For a lot of parents, baby wipes are more than just a convenience—they’re absolutely essential.
You can use baby wipes to clean a host of different messes; they’re go-to tools for fixing diaper leaks, sticky hands, grubby faces, removing stains and much more.
Most parents would hardly consider baby wipes to be in any way dangerous.
Evidence is mounting that suggests you should pay more attention to these innocuous cleanup tools if you want to keep your children as healthy as possible.
Breaking News Regarding the Dangers of Wipes
There’s a specific ingredient included in many different brands of baby wipes that could cause serious problems.
The study that identified this compound was recently featured on NBC News, and the science shows frightening results.
Children who suffered adverse reactions to this ingredient developed scaly, inflamed, and itchy skin where they came into contact with baby wipes.
Though this condition was initially hard to diagnose, careful study by dermatologists has conclusively linked the rash-like reactions to a single chemical.
The study highlighted six specific children among its test subjects who experienced unique reactions.
An eight-year-old-girl presented severe skin reactions around her mouth and on her buttocks.
One of the study’s co-authors, Dr. Mary Wu Chang, wanted to delve deeper into this mysterious skin condition.
Dr. Chang questioned the girl’s mother and discovered that she had been giving her daughter baby wipes to clean the exact areas where the reaction appeared.
This case sparked Dr. Chang’s memory; she recalled a previous case where a similar reaction in an adult male in Belgium had been linked to a specific chemical preservative.
Dr. Chang then determined that the same chemical, methylisothiazolinone, was present in the baby wipes used by the girl in her study.
Verifying The Cause
Now that Dr. Chang had a suspect compound, she isolated it and tested her young patient for allergic reactions.
Sure enough, the girl proved to be allergic to methylisothiazolinone.
This proved beyond any doubt that the young child’s skin problems stemmed from the specific formulation of the baby wipes her mother was using.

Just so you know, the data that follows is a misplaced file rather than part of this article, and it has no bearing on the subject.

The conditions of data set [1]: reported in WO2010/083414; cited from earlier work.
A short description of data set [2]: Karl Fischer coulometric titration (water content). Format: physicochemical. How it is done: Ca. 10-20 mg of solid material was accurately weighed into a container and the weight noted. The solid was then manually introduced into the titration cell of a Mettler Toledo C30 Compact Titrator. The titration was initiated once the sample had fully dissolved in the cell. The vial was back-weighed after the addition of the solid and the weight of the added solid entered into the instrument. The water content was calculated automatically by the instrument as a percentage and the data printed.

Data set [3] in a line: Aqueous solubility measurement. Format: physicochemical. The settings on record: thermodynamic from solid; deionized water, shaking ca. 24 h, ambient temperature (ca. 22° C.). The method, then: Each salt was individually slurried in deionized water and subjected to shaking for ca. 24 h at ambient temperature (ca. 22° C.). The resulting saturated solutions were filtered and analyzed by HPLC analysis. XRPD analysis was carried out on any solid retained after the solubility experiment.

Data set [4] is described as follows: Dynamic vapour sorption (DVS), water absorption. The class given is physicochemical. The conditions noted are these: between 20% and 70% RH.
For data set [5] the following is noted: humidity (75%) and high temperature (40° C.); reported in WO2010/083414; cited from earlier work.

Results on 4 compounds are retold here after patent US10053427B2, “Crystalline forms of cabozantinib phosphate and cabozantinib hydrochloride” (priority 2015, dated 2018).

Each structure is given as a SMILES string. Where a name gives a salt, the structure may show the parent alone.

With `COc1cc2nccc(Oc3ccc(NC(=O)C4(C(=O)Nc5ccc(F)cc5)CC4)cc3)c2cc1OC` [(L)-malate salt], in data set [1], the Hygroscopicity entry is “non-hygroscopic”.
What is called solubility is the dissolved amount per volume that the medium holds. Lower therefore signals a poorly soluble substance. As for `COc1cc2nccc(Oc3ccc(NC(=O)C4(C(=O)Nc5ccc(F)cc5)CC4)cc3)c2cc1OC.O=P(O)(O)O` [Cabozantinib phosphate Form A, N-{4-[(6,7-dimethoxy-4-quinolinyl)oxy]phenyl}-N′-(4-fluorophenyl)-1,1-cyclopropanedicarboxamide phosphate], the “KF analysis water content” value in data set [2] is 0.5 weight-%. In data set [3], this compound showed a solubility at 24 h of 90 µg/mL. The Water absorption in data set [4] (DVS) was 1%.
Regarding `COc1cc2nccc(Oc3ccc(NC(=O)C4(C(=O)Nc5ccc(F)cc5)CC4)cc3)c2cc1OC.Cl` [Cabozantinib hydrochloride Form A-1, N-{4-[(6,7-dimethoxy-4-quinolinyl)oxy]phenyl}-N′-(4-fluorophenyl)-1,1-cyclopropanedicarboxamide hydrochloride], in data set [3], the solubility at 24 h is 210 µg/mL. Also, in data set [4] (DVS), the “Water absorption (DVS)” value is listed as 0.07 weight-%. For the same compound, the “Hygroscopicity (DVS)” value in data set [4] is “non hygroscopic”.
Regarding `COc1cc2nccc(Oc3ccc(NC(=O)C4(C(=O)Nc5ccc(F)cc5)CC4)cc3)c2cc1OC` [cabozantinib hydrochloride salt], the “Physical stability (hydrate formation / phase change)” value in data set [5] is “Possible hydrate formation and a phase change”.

Fortunately, solving the problem was as simple as removing the chemical from the child’s environment.
As soon as the mother stopped using baby wipes, the daughter’s skin problems faded away.
Dr. Chang extended her research over the course of 18 months. In that time, she discovered five other children who experienced similar allergic reactions.
In each case, advising the parents to stop using baby wipes was enough to cure the skin condition.
Dr. Chang is not the only dermatologist who has noted the potential for allergic reactions linked to this preservative.
Dr. Ellen Frankel issued a similar caution in a news report (see video below), saying that parents should exercise general caution when using baby wipes with their children.
The many chemicals included in these products can easily irritate delicate skin, especially if it’s already been damaged by exposure to urine, feces, or other potential contaminants.
Protecting Your Children
In order to spare your kids from a painful and avoidable skin problem, take a closer look at the list of ingredients on your preferred brand of baby wipes.
“It’s a good idea to stop using wipes that contain methylisothiazolinone.”
Fortunately, the problem chemical has already been removed from many brands of baby wipes.
This is by no means the only ingredient in prepackaged wipes that might cause skin problems, though.
If you’re struggling with rashes and other skin conditions, try using a warm, damp cloth or all-natural DIY wipes in place of the ready-to-use products.
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